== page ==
There is biological self perpetuation - people marry within the group.
The Racial difference; Physical distinctiveness - ask any Traveller who, scrubbed and combed and decked out in all new gear, has been refused entry to a pub or disco.
Travellers still lag behind the settled population of Ireland in health.
President Robinson, in 1990, said ‘When we talk about the Travelling community, it’s not just a question of whether they would prefer serviced halting sites. It’s that they want their culture recognised, they want to be full citizens of this country. I think that the most important things are that there’s real space for their own self-development and self-expression, that we have space for them and that we value them.
There is still the situation of hostility from the Travellers, perhaps inevitable from any group that has been persecuted. At one period the fact of being a Gypsy carried the death penalty in Ireland, just as it did in Hitler’s Germany.
Allegations of thieving habits these days may be hard to sustain since it is well known to police that the arrival of Travellers in an area can be the signal for local thieves to get to work, knowing that it is likely to be blamed on the Travellers.
I have to record, though, that two young English women, in fact an unofficial delegation from Tipi Valley in Wales (a place where some fifty to one hundred families live in tents and caravans in a remote valley as part of an attempt to live more spiritually and get closer to Mother Earth), arriving late one evening at the great Traveller gathering place at Balinasloe Fair, put up their tent and were harassed by children, had water thrown over them, were verbally insulted by Traveller men and women, became frightened and took their tent down but then were followed into town and attempts were made to trip them up and they were butted from behind.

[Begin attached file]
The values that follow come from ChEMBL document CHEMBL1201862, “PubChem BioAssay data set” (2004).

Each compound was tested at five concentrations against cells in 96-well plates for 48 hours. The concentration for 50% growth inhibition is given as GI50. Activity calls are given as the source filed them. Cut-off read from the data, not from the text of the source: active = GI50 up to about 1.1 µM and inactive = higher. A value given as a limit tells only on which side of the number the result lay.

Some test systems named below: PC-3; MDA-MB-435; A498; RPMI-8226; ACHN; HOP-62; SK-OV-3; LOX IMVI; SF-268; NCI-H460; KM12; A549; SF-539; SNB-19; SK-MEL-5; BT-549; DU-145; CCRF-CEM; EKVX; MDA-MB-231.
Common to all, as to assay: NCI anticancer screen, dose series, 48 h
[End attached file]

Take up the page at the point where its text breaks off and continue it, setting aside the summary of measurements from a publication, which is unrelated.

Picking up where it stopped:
Of course, it is so that two young women putting up a tent in many parts of Europe might be hassled. The shock for these two young women was that they felt that the Travellers, at least, so many of whom were actually born in tents, would understand them and welcome them, especially as they came as friends.
‘Just before World War Two my father and mother were camped at a roadside camp at Locklington, County Dublin, Eire.’
About the time when Oppersdorft was first photographing the lives of the Irish Travellers in the late 1960s, a record was being written of this same world, which forms a perfect complement to Mathias Oppersdorft’s pictures.
Johnny Connors, its author, is an Irish Traveller. He wrote his autobiography in a series of cheap exercise books with a biro pen. He wrote it in a prison cell at the British prison at Winsome Green in Birmingham in the late 1960s.
The book begins in 1939. Johnny was one of eighteen children and his father maintained them by making tinware such as ‘buckets, kettles, pots, pans, beakers, mugs, plates, tin baths, etc.’
They were difficult times for Travellers, and Johnny remembers how the guarda or councils would force them to move sometimes as much as five times in a month.
Even in those austere times, the roads were getting more crowded and one of Johnny’s earliest memories is being run over by a priest in a Baby Austin car. None of the children appears to have had boots at this time, and with the five pound note that the minister gave Johnny’s father by way of compensation, Johnny says he bought boots for all his brothers and sisters, with the exception of Mary.
Britain was at war and Ireland was neutral. Both countries had to bring in rationing as food and other things were becoming scarce.
The prejudice against Travellers, combined with their nomadic lifestyles, meant that it was often very difficult for them to get the documents necessary for obtaining rations. They had to get their food on the black market. They also made a meagre living through smuggling, and one of Johnny’s earliest memories is of careering along the back lanes to either side of the frontier with Northern Ireland.
The first of two very bleak periods in the story begins in 1946 when Johnny is nine and his father is run over in Dublin by a bus.
This accident brought the Connors family to their knees for his father could no longer earn money and two of the horses, their livelihood, were dead.